In September-October, 2017, Coldnoon celebrated six years of publishing, and travelling with you. To mark our anniversary, we got together with writers, intellectuals and stalwarts of the art of thinking (and travelling). Here is an interview with Ben Mazer.
We believe, in making travel arrangements, we subconsciously tend to eliminate possibilities which we deem unfit to perceived etiquette, or norms or occasions. Our understanding of travel is based on premises that define what travelling is not. Is writing for you a similar activity, where you are conscious of what writing is not? If so, what according to you is not writing?
Absolutely. And since so, what I would define as not writing, that which we discard in packing for our travels, is anything that does not come into the poet’s head, when she is possessed with the spirit of poetry.
Besides writing what would you most like to be known for?
Besides writing, I would most like to be known for being a loving person.
In 1794, the French author, Xavier de Maistre, wrote the renowned book, Voyage Around my Room, during a month and a half of solitary confinement, in consequence of a duel. Besides being a satire on the contemporary literary culture of voyages and adventures of colonial sailors to prospective new worlds, the book proved to be a demonstration of how an individual is almost always travelling, but perhaps does not recognize the value of their domestic travels, mobility or even touristic acquisitions. How do you see or understand travelling? Do you think it is a necessary activity for a writer?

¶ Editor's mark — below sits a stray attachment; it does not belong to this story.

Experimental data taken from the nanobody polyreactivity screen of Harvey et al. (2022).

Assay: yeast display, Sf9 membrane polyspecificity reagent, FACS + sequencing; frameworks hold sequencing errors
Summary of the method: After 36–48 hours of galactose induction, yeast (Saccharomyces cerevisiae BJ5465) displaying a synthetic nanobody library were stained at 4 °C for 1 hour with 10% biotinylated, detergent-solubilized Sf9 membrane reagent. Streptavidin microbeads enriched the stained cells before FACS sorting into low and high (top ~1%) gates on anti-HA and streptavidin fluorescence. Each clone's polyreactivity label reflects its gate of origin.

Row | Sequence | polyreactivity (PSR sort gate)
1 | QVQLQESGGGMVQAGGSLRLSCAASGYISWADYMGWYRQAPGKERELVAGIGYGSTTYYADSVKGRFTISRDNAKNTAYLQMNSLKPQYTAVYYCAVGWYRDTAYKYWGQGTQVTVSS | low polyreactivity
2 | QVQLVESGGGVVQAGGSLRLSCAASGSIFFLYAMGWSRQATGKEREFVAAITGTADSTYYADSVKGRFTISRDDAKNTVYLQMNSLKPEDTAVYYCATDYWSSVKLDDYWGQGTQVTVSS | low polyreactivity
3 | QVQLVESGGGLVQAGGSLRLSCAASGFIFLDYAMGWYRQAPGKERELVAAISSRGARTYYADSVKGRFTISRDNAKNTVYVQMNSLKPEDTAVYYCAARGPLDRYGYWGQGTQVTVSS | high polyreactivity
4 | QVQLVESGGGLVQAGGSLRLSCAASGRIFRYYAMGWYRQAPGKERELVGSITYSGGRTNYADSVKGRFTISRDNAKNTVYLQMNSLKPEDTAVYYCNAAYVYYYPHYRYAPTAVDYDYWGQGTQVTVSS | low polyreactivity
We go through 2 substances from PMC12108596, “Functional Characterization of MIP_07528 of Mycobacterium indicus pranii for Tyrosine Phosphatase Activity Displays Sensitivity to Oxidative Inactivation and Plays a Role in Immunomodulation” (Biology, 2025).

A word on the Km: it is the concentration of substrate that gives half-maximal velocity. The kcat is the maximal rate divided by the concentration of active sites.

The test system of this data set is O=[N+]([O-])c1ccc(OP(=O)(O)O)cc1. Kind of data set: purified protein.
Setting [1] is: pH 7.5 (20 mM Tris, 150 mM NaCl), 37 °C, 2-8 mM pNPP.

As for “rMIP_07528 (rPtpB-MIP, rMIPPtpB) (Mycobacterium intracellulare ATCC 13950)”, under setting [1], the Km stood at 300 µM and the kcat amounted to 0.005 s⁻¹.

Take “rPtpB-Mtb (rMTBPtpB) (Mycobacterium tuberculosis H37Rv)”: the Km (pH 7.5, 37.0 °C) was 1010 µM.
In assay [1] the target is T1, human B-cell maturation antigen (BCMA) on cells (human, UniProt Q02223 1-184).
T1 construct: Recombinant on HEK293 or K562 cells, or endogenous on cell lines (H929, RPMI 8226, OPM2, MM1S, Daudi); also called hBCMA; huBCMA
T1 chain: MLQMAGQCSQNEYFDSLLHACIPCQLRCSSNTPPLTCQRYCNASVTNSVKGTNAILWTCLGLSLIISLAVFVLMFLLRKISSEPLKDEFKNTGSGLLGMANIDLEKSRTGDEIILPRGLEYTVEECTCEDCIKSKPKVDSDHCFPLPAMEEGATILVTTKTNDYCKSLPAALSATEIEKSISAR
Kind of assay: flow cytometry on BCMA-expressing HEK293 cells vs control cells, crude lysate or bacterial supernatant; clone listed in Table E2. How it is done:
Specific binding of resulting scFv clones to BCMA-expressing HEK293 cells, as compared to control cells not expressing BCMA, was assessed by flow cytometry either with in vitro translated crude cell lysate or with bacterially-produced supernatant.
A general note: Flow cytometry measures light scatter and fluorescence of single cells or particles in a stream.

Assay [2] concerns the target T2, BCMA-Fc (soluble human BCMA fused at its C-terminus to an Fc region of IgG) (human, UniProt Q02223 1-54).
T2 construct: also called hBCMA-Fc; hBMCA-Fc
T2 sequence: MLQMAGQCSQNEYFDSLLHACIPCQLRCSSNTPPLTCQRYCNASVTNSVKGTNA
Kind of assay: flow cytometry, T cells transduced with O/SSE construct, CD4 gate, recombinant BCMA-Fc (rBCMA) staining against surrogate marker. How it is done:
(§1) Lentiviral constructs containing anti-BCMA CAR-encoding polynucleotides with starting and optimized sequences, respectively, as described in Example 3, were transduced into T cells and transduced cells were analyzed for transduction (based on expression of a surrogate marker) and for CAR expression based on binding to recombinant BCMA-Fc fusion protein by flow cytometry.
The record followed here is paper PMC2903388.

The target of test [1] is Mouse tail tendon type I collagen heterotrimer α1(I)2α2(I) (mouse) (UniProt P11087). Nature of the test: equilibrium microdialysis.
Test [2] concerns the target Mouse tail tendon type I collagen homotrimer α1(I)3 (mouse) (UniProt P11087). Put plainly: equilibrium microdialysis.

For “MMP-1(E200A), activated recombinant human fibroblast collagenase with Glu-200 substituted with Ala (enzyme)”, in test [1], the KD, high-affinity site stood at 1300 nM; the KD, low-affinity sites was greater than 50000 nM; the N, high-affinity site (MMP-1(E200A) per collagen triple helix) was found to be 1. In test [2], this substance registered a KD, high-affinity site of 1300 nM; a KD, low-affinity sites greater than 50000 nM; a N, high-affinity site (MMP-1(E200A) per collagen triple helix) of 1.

The poet is always traveling in her mind when she is possessed by the spirit of poetry, and taking stock of the itinerary along the way. New worlds, indeed, abound.
Your favorite or most striking lines by another author; or if you will, any composed by yourself?
“but he has left his youth for something better” — myself, “Epilogue”. This line is directed towards a friend.
Do respond to the following words:
“I learned long ago, never to wrestle with a pig. You get dirty, and besides, the pig likes it.” — George Orwell
There is nothing wrong or unusual about a poet wrestling with pigs.
What do you think of Coldnoon?
I have been impressed from the start by Coldnoon. The list of editors, the field of subjects, the ambition and drive and intelligence to aggressively go out and find new writers of talent and future distinction. It is one of the magazines I’ll read the most from now on. They seem to me to have a very good taste in poetry.